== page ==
Tomorrow, the husband and I will be eligible for our COVID 19 jabs. Maybe. Oregon plows ahead with eligibility, but the number of those eligible does not match the numbers of doses. Simple math, really.
(Watching “Bringing Up Baby” as I write this. Epitome of silly comedy)
I saw a cool thing in the Oregon/Idaho AAA magazine, called Via. Check out Bureau of Land Management’s (BLM) flickr page to see the Kiger mesteño.
I’m assuming most people, when they think about Oregon, envision mist-covered, rugged seacoast forests and Fred Armisen in “Portlandia”. At 98,000 square miles, Oregon is the 9th largest state in the U.S. The majority of this astonishing space is desert.
It’s all about weather. The volcanic Cascade Range blocks that misty, wet Pacific atmosphere from the majority of the state. Eastern Oregon is a high-altitude plateau, crisscrossed with barren mountains, snaky river canyons and badlands; it shares this terrain with Nevada and Idaho.
In the middle of this desert, near the tiny town Diamond in South Eastern Oregon, the Kiger Mustangs live in a Herd Management Area run by BLM. The Kiger Mesteño Association, the horse’s breed registry, lovingly describes the horses’ descent from Conquistador mounts (through DNA testing) and their smart, sturdy natures. Both wild and tame, the Kigers have a devoted following.
The hero horse of the animated movie, “Spirit: Stallion of the Cimarron”, was based on a still living specimen named Spirit. These horses were found in Oregon—the only place they live—around 1977, culled from a wild mustang herd, and shipped to two HMAs in Oregon. Technically, domesticated Kigers are Kiger horses, and the wild bunch are the Kiger mustangs. They typically are dun, which can be further described as red dun, grullo (a mouse-gray coloring), and claybank (a golden tint with red and orange highlights). The majority of these equines have black points, and some even have zebra-like stripes on their upper legs.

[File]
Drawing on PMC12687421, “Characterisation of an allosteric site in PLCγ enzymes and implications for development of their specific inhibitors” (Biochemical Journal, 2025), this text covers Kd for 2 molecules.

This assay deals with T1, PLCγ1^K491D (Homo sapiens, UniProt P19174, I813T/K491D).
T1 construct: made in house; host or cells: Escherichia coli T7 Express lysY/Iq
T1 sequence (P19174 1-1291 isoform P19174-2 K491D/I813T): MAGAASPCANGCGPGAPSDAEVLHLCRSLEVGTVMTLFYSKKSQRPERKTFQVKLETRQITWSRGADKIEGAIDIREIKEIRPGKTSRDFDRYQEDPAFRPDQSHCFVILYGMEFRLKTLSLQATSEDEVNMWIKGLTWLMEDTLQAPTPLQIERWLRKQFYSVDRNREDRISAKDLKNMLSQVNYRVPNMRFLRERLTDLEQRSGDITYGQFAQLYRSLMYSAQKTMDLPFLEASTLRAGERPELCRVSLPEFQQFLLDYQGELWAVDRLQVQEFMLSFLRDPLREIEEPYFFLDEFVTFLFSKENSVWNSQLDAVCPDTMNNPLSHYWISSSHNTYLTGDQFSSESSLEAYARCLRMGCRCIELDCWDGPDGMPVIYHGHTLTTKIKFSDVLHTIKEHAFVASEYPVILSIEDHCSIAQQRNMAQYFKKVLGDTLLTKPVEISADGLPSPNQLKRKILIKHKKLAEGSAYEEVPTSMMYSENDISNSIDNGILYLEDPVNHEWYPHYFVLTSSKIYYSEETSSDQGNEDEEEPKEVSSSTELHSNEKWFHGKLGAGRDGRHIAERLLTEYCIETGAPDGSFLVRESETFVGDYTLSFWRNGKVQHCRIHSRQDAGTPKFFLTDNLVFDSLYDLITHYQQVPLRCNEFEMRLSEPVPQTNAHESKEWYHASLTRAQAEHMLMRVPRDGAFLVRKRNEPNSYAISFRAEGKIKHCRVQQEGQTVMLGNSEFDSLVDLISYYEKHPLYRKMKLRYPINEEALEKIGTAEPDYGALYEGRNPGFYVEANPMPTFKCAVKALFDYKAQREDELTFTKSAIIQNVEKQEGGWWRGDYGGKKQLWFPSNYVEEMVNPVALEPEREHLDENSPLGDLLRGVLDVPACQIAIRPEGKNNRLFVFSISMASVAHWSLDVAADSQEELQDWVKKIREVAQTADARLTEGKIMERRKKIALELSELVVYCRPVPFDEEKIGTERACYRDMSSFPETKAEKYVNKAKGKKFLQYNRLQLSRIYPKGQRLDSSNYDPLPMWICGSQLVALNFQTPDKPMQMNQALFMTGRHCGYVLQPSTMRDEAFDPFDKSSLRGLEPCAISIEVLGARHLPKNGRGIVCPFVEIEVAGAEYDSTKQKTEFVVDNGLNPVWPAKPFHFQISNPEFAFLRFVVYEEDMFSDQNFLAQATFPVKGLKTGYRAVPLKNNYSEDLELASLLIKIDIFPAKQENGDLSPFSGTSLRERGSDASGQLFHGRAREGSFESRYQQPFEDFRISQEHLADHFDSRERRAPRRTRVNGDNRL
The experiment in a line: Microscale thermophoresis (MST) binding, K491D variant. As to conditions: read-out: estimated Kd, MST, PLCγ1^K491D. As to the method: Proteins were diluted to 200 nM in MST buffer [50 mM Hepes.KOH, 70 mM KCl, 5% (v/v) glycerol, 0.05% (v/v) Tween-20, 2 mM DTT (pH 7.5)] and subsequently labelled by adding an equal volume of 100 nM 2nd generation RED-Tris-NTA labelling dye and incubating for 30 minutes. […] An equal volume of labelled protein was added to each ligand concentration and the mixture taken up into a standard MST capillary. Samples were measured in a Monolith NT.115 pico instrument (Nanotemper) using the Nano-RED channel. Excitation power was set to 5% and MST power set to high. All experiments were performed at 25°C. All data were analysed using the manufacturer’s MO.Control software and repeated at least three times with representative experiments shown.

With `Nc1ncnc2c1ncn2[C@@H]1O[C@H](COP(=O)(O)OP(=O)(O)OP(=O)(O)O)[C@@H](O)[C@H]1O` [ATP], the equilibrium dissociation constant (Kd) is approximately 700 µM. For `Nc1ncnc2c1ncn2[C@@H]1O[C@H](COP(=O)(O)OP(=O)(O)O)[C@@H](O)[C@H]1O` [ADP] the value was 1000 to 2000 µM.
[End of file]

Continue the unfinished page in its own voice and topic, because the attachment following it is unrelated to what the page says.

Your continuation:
An Oregon legislator proposed making the Kiger mustang the state horse, but it didn’t pass. Kiger is a widely used place name in Oregon, in honor of Reuben C. Kiger and his family, very early Oregon pioneers who briefly lived in Harney County where the horses were discovered, therefore the reason for this rare breed’s name.
Until I opened up Via magazine, that focused on Idaho and Oregon wildlife-related getaways, I had never heard of these horses, native only to Oregon. Visiting bald eagles, grey whales, pronghorn antelope and Roosevelt elk, we could spend the next several years close to home ticking off a sort of bucket list of wildlife sightings—but I’ve seen all of these beasts, except the horse.
There’s a dude ranch near one of the two Kiger mustang HMAs. You can join a horseback trek out to photograph the mustangs, but it’s likely, unless they provide a horse-drawn wagon, the husband and I couldn’t participate. Last time I was on horseback was fifteen or twenty years ago and for the husband, well, not since he was about three years old and his grandpa, in Junction City, Oregon, put him aboard his draft horse. The Kiger viewing package is pricey but sounds like a blast.
To see the horses—there is a BLM penned area near the dude ranch where if you are so inclined, you can pay to join the cowboys in a cattle drive—we’ll have to find an Air BnB.